Miles: 774.2 to 778.9
And still up next, Forester Pass.
Half awake in the middle of the night, I tried to scooch my head toward the end of the tent. I tend to slip down my sleeping pad as I switch positions. The only problem was, I couldn’t. The end of the tent was right there already.
I woke up a little more. Huh? I thought. I opened my eyes and took in the scene. There was snow over the whole tent. Man! More snow! I sat up and tried to push some of the snow off. That’s when the tent fell in.
And Richard woke up. He wanted to know why I was leaning on him.
Both awake, Richard held up the tent pole and I put on another layer as quickly as I could. I went out into the snow to fix the tent and remove some of the built up layers on each wall. I reinforced the tent stacks with rocks and got back inside also as quickly as I could.
Geez. More snow. There was a limit to what our summer gear could manage in the wintry high Sierras and I think we were finding it.
The tent held for the rest of the night and by morning we were reluctant to get up and deal with the new snow.
Wet tent and sleeping bags were eventually packed away and we headed north to Forester Pass, the highest and most technical of the passes in the Sierras.
We got there after a beautiful, if wet, snow walk. The sky was blue, the wind was absent, the snow sparkled.
The trail took us right to the foot of a rock wall. Near the center top was a small notch: Forester Pass. When Richard pointed to that notch as what he thought was the pass, my reaction was “no way! That looks crazy.”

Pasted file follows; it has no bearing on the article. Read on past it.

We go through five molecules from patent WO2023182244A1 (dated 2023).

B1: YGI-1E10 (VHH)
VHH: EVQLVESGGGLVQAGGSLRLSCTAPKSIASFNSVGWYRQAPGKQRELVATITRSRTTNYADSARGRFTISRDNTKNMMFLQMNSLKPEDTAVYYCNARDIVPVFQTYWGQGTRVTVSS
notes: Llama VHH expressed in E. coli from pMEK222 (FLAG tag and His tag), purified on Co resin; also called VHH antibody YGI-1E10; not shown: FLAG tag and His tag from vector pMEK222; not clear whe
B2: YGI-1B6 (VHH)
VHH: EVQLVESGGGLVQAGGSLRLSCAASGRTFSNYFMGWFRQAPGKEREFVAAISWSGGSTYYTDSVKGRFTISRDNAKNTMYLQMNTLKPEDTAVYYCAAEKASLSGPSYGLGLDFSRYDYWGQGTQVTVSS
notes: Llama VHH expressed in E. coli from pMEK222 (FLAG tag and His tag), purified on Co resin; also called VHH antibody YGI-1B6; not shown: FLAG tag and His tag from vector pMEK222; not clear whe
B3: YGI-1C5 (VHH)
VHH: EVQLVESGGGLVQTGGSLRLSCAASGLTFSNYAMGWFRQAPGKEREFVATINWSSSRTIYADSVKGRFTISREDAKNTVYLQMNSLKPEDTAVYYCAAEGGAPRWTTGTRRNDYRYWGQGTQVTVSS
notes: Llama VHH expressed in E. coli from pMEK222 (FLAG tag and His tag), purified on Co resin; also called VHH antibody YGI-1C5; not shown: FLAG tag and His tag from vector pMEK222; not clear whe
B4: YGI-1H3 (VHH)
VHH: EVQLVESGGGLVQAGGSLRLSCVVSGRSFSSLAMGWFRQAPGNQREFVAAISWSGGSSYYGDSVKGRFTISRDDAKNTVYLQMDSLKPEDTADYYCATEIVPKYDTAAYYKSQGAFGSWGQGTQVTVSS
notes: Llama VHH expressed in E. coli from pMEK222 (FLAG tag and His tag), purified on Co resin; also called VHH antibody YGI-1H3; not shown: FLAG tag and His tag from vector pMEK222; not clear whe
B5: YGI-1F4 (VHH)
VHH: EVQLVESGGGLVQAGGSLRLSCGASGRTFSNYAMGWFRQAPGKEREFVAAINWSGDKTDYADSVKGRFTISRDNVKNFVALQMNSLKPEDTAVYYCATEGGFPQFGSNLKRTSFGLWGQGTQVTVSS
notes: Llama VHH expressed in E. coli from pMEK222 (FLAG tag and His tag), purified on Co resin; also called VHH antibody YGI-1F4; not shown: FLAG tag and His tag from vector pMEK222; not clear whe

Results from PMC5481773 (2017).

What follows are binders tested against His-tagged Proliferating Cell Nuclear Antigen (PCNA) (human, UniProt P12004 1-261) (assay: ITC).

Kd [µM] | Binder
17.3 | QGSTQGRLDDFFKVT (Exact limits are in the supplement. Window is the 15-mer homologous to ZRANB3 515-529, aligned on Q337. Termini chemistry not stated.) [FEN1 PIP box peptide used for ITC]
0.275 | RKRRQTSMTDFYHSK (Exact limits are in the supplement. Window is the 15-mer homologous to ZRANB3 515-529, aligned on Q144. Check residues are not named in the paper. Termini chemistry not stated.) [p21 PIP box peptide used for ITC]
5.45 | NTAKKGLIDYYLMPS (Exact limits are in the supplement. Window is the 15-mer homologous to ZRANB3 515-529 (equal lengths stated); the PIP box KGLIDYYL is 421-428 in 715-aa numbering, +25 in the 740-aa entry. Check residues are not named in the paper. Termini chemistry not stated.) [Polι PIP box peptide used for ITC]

He was right.
And just as we approached, a group of three hikers were on the brink of turning around rather than going over the formidable pass.
After much discussion, Richard and I decided neither to go over the pass nor retreat. We would wait and watch and make our final decision in the morning when the snow was still firm from the night’s cold and the towering cornice (that we would have to walk under) was more likely to hold.
All day we sat and stared at the pass. Each hiker who tried to go over the pass made it, although some slid a lot on the snow field you had to climb up for the final 10 feet of ascension.
Despite their successes, we waited. The cornice made Richard nervous: what if it gave with one of us under it? The snow field climb made me nervous: what if we lost our footing right at the top? It was over 500 feet down.
We took the time to make a decision we were comfortable with.
And we faced many hungry marmots to do it. Apparently there are very few sources of salt in the high Sierras, so they spent a lot of time eating the dirt my urine had soaked into.
We went to bed early and tried not to be too nervous about hiking the pass.